A building block in restorative narrative: Turning point as bridge
As a former Detroiter with ongoing ties and affection for the city, I found myself swinging between despair and hope as I read Monica Davey’s New York Times piece about the various schemes plotting its resurrection.
The story reminded me of several I reported as city-county bureau chief for the Free Press nearly 40 years ago. As far as I know, none of the elaborate plans for mass transit or neighborhood development that I wrote about ever finished the journey from idea to reality.
That’s one reason I was struck by the last couple of graphs of Davey’s story. After describing what she terms “the reawakening along Woodward Avenue,” she points out that the newly bustling piece of downtown
feels like another universe from the hollowed-out neighborhoods only a few miles away. “That’s all great,” said John J. George, whose Motor City Blight Busters community organization has been around for a quarter-century working to clean up neighborhoods and who said he had gotten support from Mr. Gilbert. “But what about the neighborhoods? When is it coming to the neighborhoods?”
“We’re just looking for a way to bridge the difference between complete madness and some normalcy,” Mr. George said of his group’s efforts to clear several blocks in one Northwest Detroit neighborhood. They have planted tomatoes, cucumbers and corn here, but a new beginning, citywide, still feels far off.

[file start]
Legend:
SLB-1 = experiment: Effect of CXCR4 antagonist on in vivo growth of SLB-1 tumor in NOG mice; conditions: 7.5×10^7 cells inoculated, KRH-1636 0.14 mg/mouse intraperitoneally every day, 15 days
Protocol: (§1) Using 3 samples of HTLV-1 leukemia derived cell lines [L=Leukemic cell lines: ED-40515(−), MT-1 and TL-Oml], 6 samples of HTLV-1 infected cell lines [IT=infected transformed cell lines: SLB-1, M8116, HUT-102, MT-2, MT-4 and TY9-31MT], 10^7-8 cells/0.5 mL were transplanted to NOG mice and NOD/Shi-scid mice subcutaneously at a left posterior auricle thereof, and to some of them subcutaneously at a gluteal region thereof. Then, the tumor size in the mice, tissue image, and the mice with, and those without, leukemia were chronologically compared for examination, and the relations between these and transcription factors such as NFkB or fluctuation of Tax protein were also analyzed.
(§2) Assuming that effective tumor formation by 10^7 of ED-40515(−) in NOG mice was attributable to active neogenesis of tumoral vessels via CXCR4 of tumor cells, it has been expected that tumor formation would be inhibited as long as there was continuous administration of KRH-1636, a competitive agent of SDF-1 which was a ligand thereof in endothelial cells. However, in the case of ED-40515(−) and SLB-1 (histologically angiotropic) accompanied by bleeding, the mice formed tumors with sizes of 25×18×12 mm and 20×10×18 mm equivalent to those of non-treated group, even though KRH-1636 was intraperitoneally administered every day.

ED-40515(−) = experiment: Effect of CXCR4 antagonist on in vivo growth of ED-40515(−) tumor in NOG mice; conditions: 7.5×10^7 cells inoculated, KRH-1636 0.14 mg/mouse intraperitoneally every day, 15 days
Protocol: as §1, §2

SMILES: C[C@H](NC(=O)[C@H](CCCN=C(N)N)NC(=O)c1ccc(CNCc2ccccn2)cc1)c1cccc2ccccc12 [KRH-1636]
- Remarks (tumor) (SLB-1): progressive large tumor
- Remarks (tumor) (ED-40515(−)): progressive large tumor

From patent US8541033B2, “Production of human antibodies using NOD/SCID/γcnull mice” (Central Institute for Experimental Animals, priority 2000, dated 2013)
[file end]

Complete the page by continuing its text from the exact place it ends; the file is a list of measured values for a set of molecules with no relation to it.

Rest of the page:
John George highlights a key element in the idea of restorative narrative that ivoh has been exploring in recent months: Something that happens in the life of an individual, a city or — in George’s experience, a neighborhood — that sparks the process of restoration.
Shortly after I read the Times piece about Detroit, Twitter pointed me to a more specific account of George’s restorative moment — the action he and his neighbors took to board up a crack house and drive out a nightly source of fear and violence.
Although Nicole Wallace’s profile of Motor City Blight Busters appeared originally in the Journal of Philanthropy, I wasn’t surprised to find it re-published in the Christian Science Monitor. ivoh Board Chair Roberta Baskin tipped me off recently to the paper’s commitment to encouraging its readers to “read, share and do” something with its journalism.
All of which got me thinking about the process of restorative narrative on multiple fronts — individuals faced with staggering obstacles, cities afflicted with overwhelming problems, news organizations groping for a strategy users will embrace.
I’m beginning to think that, in most cases, we’re less likely to find the path to restoration in grand plans than we are in more immediate, concrete action. And in Detroit these days, there appears to be no better action to take than the one John George describes as building “the bridge between complete madness and some normalcy.”